Prospecting operations were started about the month of March, 1882, by Messrs J. Liddell, McWilliams Brothers and J. McCombie, somewhat higher up the mountain range than the location of the old workings. Within two months they succeeded in unearthing the gold and silver bearing reefs that were later worked upon in the Talisman Consolidated and New Zealand Crown Mines. Here the out-crops of several reefs yielded fair pan prospects of free gold, and, when the new discovery became public property a "rush" took place. Then all the available ground in the immediate vicinity was marked off in areas ranging from five to 15 acres, and "new finds" were of daily occurrence.
Hereunder are the names of some of the men who took an active part in locating the new mining ventures: Messrs W. Davies, A. Hogg, R. Noble, P. C. Hansen, H. M. Shepherd, L. Melhouse, W. Tregoweth, E. Ryan, J. W. Shaw and M. Marrinan. The prospectors claim named "The Hauraki" was formed into a company, which purchased the 16-stamp mill, already referred to, and the mine was connected therewith through medium of a stationary aerial tramline. Subsequently a large tonnage of ore was reduced for a bullion return which did not liquidate the cost of breaking, leaving that of transit and treatment out of the question altogether.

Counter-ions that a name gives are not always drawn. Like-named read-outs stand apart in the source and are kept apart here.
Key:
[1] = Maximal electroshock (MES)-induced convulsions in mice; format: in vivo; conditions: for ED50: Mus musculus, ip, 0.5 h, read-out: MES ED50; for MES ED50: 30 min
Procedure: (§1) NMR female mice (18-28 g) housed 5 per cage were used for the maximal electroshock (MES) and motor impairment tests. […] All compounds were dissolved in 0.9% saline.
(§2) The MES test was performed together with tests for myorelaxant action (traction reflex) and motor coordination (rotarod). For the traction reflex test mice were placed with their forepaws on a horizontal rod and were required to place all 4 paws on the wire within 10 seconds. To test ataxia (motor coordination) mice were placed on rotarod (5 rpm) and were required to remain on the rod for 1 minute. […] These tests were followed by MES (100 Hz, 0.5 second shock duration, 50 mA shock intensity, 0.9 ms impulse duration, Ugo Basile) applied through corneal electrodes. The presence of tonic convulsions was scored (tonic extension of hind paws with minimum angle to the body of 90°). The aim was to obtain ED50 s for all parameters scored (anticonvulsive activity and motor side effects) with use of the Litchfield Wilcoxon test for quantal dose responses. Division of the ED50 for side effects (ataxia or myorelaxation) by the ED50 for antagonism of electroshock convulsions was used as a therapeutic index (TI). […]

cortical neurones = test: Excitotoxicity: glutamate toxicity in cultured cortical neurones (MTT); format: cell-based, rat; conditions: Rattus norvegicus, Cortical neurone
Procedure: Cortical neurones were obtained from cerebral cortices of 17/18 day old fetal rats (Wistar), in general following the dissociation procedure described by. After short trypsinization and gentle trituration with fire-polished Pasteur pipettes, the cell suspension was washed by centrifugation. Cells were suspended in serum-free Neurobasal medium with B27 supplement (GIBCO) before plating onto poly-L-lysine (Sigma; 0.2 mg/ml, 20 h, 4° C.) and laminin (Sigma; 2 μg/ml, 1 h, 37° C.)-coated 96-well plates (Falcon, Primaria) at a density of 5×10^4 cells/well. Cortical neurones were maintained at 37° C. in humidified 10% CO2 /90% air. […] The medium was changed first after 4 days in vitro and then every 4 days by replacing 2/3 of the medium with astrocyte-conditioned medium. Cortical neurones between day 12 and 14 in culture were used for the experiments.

Mine after mine suspended work, and once more all the claims in the Karangahake district were virtually abandoned. The undermentioned gold-diggers did not join the general exodus because they had faith in the future possibilities of the reefs: Messrs J. Liddell, A. Shepherd, C. Davidson, M. Kelly, G. Mason, W. Fraser and J. McCombie. The party of men worked off the Maria reef for a length of full one mile along its line in five separate leases, and they registered their applications in the warden's office.
In the camp for some time before taking up the new claims, a series of Sir Walter Scott's novels formed the bulk of the reading matter, and all hands were more or less interested. Consequently they named the claims Ivanhoe, Woodstock, Kenilworth, Talisman and Peveril of the Peak.